Tuesday, June 2, 2009

Champaign Natural Gas Tax No Sip of Wine

By Mike Monson
Monday, June 1, 2009 8:03 AM CDT

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CHAMPAIGN – Implementing a new natural-gas use tax on bulk purchases of out-of-state natural gas could wind up becoming a big income generator for the city of Champaign.

But there are still a number of questions about the proposed tax, including whether it would be applied to the University of Illinois and Unit 4 schools.
The city council will consider a number of proposed tax and fee increases at a 7 p.m. study session Tuesday. The meeting will be in council chambers at the City Building, 102 N. Neil St.

In the case of the natural-gas use tax, City Finance Director Richard Schnuer is asking the city council for authorization to further investigate imposing a 2.75 percent tax on entities purchasing natural gas out of state.

The city currently charges a 2.75 percent utility tax on users of natural gas and electricity bought through AmerenIP as well as on water purchases.

But larger natural-gas customers, such as the UI, the Unit 4 school district and some local businesses, don't pay the city tax. Those entities buy natural gas out of state, known as "from the wellhead," and then have it shipped here. State law exempts such purchases from the city's utility tax, which is based on the cost of gas sold.
But, under state law, the city can charge a natural-gas use tax that charges on a per-therm or volume basis for those out-of-state purchases, according to Schnuer. The city doesn't currently levy such a tax.

Schnuer said he talked with an AmerenIP official and that, based on the number of natural-gas therms that were transported to Champaign by AmerenIP that were bought out of state, the city could earn as much as $1.4 million from the new tax. That's substantially above the $150,000 that Schnuer originally estimated.

Schnuer said the current situation – with large users paying no tax while smaller users do pay a city tax – is inequitable.

"I think people would agree that, in general, when two parties are doing something similar, you want to treat them similarly," he said.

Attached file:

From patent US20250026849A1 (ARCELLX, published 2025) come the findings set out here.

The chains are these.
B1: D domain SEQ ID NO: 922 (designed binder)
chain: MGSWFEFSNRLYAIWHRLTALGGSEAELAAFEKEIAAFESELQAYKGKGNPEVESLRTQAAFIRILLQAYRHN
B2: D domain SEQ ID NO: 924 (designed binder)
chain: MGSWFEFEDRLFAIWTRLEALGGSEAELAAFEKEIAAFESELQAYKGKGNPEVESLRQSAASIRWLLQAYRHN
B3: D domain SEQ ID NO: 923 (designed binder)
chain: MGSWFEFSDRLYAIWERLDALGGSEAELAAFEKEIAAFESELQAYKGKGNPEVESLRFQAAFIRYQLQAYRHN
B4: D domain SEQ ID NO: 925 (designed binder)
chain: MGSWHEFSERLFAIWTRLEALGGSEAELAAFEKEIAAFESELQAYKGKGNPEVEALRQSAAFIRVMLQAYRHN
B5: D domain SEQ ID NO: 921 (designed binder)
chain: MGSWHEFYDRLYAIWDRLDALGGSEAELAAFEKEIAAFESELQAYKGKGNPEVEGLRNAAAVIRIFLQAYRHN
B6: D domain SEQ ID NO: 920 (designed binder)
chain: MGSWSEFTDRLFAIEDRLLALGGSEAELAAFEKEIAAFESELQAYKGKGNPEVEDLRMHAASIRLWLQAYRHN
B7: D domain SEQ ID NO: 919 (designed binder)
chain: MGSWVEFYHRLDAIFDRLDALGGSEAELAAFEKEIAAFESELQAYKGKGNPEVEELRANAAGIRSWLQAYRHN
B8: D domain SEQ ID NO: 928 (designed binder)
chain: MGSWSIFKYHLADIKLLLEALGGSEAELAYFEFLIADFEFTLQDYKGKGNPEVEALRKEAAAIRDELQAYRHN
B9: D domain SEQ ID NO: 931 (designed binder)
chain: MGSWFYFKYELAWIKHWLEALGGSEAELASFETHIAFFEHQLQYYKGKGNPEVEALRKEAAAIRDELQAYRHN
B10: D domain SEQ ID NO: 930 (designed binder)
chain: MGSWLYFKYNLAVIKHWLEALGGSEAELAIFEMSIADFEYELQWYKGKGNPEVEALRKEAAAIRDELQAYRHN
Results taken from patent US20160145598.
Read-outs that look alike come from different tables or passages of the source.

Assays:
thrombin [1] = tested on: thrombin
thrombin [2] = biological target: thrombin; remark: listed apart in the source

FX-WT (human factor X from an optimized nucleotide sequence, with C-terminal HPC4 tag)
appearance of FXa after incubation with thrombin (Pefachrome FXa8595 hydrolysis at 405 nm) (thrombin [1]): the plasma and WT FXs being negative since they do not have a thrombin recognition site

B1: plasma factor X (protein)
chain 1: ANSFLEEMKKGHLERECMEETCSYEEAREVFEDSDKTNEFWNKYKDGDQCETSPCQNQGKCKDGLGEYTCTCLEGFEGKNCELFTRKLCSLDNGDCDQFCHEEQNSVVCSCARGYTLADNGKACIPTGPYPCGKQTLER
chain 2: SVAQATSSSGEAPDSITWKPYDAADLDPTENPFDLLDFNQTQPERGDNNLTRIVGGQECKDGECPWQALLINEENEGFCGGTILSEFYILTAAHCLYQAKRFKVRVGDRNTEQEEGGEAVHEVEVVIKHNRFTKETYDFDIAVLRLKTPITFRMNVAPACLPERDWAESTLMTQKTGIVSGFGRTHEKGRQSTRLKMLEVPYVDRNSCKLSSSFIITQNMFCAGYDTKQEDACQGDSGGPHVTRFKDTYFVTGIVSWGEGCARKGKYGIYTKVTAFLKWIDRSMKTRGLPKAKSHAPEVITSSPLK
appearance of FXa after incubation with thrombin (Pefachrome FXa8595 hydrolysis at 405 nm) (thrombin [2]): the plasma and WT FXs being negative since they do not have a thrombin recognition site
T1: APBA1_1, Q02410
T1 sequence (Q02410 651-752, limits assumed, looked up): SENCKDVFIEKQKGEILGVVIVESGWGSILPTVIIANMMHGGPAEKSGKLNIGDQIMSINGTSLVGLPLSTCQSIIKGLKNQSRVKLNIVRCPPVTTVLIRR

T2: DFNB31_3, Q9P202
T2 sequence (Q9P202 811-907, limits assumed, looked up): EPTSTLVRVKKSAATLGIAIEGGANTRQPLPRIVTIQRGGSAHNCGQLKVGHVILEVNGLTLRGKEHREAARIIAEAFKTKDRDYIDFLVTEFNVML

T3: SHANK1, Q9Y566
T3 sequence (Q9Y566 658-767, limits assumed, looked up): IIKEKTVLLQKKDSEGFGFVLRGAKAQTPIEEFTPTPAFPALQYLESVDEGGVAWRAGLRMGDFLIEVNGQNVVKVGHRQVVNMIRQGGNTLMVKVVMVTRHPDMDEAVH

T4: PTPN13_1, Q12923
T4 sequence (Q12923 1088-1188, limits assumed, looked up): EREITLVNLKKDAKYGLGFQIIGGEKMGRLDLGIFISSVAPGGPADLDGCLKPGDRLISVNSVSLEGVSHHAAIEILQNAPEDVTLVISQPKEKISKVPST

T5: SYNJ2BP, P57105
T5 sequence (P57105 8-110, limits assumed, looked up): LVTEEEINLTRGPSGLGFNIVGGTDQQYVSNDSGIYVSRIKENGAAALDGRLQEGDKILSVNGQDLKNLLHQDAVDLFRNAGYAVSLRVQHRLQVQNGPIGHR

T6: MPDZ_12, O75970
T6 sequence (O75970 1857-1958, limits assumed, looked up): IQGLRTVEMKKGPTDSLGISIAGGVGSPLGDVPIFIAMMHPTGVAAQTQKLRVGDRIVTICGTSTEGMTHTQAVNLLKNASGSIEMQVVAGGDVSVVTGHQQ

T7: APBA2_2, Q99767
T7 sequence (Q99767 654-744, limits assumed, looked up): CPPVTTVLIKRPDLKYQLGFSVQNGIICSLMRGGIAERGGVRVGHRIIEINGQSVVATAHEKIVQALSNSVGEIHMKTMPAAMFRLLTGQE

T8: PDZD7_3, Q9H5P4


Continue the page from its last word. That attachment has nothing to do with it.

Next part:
In a memo to the city council, Schnuer wrote that the proposed tax would apply to public entities such as Unit 4 schools. He also wrote that the city has not discussed the issue with UI officials and that the such discussions would take place if the city council gives the go-ahead.

The UI has long taken the position that it is not subject to taxes assessed by units of local government. But, in some cases, the university does make payments in lieu of taxes, such as in lieu of paying the city's food and beverage tax, Schnuer wrote.

Terry Ruprecht, the UI's director of energy conservation, confirmed that the UI does not believe it is subject to local taxation.

"The state does not get taxed by a city," he said. "That position has been consistent in the 21 years I've been here."

Ruprecht said a 2.75 percent tax would cost the UI a substantial sum, likely about $1 million, if it were imposed. The UI bought $35 million worth of natural gas in the fiscal year that ended June 30, 2008.

In his memo, Schnuer noted that the town of Normal levies a 5 percent natural-gas use tax and that Illinois State University pays the tax.

Unit 4 Chief Financial Officer Gene Logas said the school district bought about $800,000 in natural gas last year and that about 80 percent of that was bought out of state. He estimated such a tax would cost the school district $20,000 annually.

"Obviously, we'd rather work with the city to avoid that," he said. "We're facing the same budgetary constraints that they are."

Schnuer added that it is "not the intent" of city staff to raise $1.4 million from the tax, and that the city council could consider a number of different options. For example, the city council could generate an additional $150,000, as originally projected, by lowering the gas utility tax charged small users to 1.5 percent and imposing a gas-use tax of 1.4 percent on out-of-state purchases. Or the city could impose a smaller use tax on big customers to raise the $150,000.

The city could also opt to exempt the UI and Unit 4 from such a tax.

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